The state Supreme Court has settled a five-year-old age discrimination suit filed against Mercer County Community College by its former dean of corporate and community programs, Rose Nini.

Nini had filed a suit in 2005, claiming that MCCC president Robert Rose told her then that she “had no business working at [her] age,” which at the time was 73. Nini had worked for the college for 26 years and as a non-faculty employee was subject to serial contract renewal, according to the filing. In 2005, she claimed, Rose told her that her contract would not be renewed. Nini also claimed that Rose and others routinely made fun of some older employees’ ages, even referring to them as “dead weight,” and commenting that people “lose their effectiveness” after 25 years on a job.

On June 1 the Supreme Court in Trenton ruled that it is illegal to refuse contract renewal because of an employee’s age, and that the law applies as it would to “at will” employees.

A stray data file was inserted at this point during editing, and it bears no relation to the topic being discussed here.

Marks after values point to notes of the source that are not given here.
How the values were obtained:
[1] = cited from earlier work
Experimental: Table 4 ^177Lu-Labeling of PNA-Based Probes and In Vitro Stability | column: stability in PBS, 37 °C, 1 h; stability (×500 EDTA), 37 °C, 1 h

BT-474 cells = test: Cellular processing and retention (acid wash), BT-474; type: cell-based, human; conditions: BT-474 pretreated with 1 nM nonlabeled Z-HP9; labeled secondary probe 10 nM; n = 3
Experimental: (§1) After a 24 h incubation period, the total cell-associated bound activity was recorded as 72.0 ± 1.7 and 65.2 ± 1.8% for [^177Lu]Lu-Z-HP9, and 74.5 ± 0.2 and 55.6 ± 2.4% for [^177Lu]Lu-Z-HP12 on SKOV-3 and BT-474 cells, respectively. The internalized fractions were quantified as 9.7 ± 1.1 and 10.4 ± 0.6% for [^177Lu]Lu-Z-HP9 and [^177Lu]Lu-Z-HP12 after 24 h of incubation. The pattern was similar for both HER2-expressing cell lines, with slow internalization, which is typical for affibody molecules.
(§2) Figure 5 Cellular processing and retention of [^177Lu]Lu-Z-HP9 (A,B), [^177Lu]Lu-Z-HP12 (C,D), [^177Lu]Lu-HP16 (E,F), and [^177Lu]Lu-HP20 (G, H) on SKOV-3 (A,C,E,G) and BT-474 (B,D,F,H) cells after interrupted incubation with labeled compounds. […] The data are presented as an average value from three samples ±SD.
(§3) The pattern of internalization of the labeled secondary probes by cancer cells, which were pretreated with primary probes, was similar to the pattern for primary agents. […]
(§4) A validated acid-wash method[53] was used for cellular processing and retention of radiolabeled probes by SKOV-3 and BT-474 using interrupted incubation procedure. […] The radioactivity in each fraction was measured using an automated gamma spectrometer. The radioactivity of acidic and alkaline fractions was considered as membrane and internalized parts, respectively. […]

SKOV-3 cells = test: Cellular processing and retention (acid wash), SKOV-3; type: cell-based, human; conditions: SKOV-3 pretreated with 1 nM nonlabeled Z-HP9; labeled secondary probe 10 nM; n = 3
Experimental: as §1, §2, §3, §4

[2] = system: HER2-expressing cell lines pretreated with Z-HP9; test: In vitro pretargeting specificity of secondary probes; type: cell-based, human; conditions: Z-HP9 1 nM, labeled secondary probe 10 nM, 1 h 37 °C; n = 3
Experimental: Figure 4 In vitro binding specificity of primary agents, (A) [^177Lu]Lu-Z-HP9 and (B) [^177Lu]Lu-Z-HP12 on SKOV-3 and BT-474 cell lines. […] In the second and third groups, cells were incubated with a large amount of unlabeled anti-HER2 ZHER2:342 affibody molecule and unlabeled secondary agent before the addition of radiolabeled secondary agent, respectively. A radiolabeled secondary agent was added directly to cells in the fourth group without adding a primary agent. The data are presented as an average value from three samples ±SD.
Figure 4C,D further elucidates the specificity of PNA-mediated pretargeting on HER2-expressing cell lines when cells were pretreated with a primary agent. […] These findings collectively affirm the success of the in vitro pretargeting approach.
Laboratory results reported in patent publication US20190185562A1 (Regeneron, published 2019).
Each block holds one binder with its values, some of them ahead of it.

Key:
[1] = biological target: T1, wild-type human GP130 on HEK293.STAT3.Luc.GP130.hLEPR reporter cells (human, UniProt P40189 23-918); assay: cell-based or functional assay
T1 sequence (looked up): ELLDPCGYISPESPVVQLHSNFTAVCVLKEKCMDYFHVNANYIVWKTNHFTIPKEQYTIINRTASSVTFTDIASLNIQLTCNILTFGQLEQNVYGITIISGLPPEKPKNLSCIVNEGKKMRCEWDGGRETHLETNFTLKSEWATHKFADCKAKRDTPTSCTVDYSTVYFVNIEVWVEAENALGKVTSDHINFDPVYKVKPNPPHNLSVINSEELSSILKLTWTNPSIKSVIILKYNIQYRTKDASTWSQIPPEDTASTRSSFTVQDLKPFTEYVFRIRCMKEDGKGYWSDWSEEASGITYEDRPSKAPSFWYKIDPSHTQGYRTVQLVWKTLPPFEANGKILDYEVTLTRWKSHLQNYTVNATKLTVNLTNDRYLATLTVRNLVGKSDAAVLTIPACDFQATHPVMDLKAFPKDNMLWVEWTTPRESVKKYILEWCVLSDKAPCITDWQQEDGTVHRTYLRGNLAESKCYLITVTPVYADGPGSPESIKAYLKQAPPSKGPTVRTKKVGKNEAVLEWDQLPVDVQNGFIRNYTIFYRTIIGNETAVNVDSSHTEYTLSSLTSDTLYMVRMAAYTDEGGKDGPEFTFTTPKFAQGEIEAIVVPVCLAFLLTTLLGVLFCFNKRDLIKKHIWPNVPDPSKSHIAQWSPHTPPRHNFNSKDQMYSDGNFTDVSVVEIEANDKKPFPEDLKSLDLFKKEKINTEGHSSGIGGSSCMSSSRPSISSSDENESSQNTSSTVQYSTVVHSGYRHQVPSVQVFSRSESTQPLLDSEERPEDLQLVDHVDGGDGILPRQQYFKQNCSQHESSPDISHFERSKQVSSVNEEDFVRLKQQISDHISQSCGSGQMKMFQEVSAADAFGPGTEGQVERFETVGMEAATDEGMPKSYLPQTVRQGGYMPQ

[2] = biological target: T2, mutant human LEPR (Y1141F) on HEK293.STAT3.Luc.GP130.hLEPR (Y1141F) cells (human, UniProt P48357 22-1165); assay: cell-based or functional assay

Nini’s attorney, Steven Blader of Quakerbridge Road-based Szaferman, Lakind, Blumstein, & Blader, stated after the decision that Nini’s case changes the law offering protection for older contract workers.

The case had taken numerous turns until it got to the state Supreme Court. Originally, a trial judge ruled that the college had given Nini ample time to learn her contract would not be renewed. That decision was swiftly overturned by an appellate judge who equated the non-renewal with termination.

The college, represented by Cherry Hill attorney Thomas F. Gallagher of Cozen O’Connor, and Nini settled financially last year, but the case is viewed as an important decision in employment law.

Just two years prior to the suit Nini and Rose joined hands to unveil Mercer’s conference center. That unveiling was the subject of a U.S. 1 cover story on January 8, 2003. By this point, Nini had been dean of CCP for 18 years and was respected for having built an enterprise for corporate education and training that received no government subsidies.

She also carved a niche in helping older students go back to college. Nini herself did not go back to college until she was in her 40s and in 1976 became the oldest female graduate of Princeton University.

Szaferman, Lakind, Blumstein, & Blader PC, 101 Grovers Mill Road, Quakerbridge Executive Center, Suite 200, Lawrenceville 08648; 609-275-0400; fax, 609-275-4511. Barry D. Szaferman, managing partner. Home page: www.szaferman.com

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